According to research by Gallup, ‘highly engaged business units realize a 41% reduction in absenteeism and a 17% increase in productivity’.
The study also found that engaged workers are less likely to move on from their roles, in fact, it found that high-turnover organizations saw a 24% reduction in turnover within departments that were engaged. This is great news for businesses concerned about the ‘Great Resignation’ predicted to take place as economies recover from the global pandemic. In the UK, 38% of the workforce are looking to switch roles within the next 12 months.
This blog examines how you can improve engagement within your business.
Measuring Employee Engagement
In order to judge whether or not changes you are making are improving employee engagement, it’s important to have a goal in mind:
- Why do you want to improve engagement?
- What does success look like?
For example, maybe your goal is to have employees recommend your company as a good place to work in order to improve your hiring process. Or perhaps it’s the number of individuals who get involved in company-wide initiatives, such as fundraising events or ideas gathering.
Once you have your goal in place, you need to work out how you will choose to measure it. Many organizations capture the views of employees through regular surveys, but you can also use data captured in one-to-ones and look at figures such as retention rates and how many new hires were recommended via existing employees.
Establish your baseline results before you start to make changes and set KPIs around the results you would like to see. Then, check back on a regular basis to see the effect of initiatives you have put in place.
Communication is Key
Communication underpins all aspects of engagement. If you would like people to engage with your business and their work, then you need to keep them informed.
This is especially important if you have teams who work remotely, are offline, or are spread around several locations as it’s easy for people to feel disconnected from the main organization. You could do this by communicating through numerous channels and scheduling in face-to-face time – particularly for those working offline.
Give Meaning to Work
Research has found that individuals will be more engaged with their work if it feels meaningful.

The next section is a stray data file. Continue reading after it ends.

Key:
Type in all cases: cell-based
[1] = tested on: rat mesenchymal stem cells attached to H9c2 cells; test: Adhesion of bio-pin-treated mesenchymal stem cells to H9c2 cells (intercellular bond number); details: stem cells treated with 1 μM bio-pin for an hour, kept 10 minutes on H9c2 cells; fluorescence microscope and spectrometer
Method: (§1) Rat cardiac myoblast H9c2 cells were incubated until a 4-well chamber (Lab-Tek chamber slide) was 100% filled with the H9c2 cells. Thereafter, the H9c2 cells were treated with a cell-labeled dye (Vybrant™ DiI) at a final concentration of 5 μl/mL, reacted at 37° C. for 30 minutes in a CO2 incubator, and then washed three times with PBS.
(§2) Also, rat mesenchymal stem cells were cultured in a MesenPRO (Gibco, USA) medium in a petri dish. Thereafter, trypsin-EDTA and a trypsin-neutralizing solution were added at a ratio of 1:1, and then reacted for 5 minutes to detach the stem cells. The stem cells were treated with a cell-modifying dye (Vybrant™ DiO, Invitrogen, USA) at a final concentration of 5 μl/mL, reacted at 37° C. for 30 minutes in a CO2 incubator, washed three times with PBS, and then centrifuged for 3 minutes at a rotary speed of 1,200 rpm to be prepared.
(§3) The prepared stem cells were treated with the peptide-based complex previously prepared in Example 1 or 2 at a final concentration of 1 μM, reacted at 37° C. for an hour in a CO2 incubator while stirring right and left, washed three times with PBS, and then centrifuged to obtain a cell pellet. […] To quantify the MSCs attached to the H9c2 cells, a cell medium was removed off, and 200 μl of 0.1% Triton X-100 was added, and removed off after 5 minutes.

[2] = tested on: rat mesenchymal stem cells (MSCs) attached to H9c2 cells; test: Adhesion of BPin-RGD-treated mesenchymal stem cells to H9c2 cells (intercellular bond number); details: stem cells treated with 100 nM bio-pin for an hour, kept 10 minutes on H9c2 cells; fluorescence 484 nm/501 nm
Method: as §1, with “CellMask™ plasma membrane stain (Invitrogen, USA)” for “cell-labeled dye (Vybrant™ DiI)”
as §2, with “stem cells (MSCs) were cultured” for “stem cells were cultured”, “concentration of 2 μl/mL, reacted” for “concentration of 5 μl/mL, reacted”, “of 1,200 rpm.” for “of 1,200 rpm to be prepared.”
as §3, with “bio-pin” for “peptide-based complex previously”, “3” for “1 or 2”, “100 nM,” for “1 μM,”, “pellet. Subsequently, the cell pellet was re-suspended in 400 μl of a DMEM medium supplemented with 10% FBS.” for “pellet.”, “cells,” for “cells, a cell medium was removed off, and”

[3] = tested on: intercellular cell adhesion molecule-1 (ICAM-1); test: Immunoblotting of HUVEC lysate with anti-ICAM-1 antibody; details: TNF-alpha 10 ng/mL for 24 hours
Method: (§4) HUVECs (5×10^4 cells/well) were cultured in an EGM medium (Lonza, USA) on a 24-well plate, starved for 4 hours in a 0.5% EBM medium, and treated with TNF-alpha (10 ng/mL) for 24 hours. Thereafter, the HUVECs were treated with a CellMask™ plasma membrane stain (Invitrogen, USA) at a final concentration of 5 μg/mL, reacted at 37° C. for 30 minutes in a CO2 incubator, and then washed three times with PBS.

One way you can create meaning in their work is to show how it relates to your organization’s wider purpose. Alternatively, you could find out about your employee’s values and make changes to your business to reflect these. So, if your people are all about giving something back, why not introduce support for volunteer work or sponsor a charity as an organization.
Creating an environment where employees feel a connection to their work will naturally result in higher levels of engagement.
Allow for Autonomy
You can improve autonomy at work by supporting a growth mindset – a focus on growth and learning, as opposed to avoiding mistakes. Ensure that employees have the tools they need to do their work effectively (including training), enable them to prioritize their own tasks, and encourage managers to operate on a more ‘hands-off’ approach. You could also consider offering flexible hours or the opportunity to choose to work some days at home.
Listen to Your Employees
According to Forbes, employees who feel they are being listened to by their organization are almost five times more likely to feel empowered to perform their best work.
Take the time to get to know the groups of people who work in your business and ensure that they have channels they can use to make their voices heard. One way of doing this is to use innovation software to enable them to contribute directly to challenges affecting your business and clearly see the impact their contributions have had.
Give Feedback and Recognition
Rewards and recognition make employees feel valued and give them greater confidence in the quality and value of their work.
Consider offering rewards based around time as well as monetary value, such as an extra day off. In an always-on world, people are becoming increasingly aware of the need to have time for themselves.
Boosting employees’ confidence in their work will create a greater sense of engagement in your organization.
You can do this by offering mentoring for those in the early stages of their career or running skills swap sessions, where team members can teach each other aspects of their work.
Similarly, it’s important to ensure that new team members have a good experience when being onboarded into the company so that they can quickly find their feet.
Improving Employee engagement
When looking to improve the engagement levels of people within your business, you first need to decide what a good result would look like and start measuring it.
Once you have a goal in mind, you can:
- Ensure you have effective communication channels in place
- Give meaning to work – show your employees the impact they have
- Enable greater autonomy
- Show your employees that you are listening to them
- Provide feedback and recognition
- Offer mentoring, and ensure you have a good onboarding process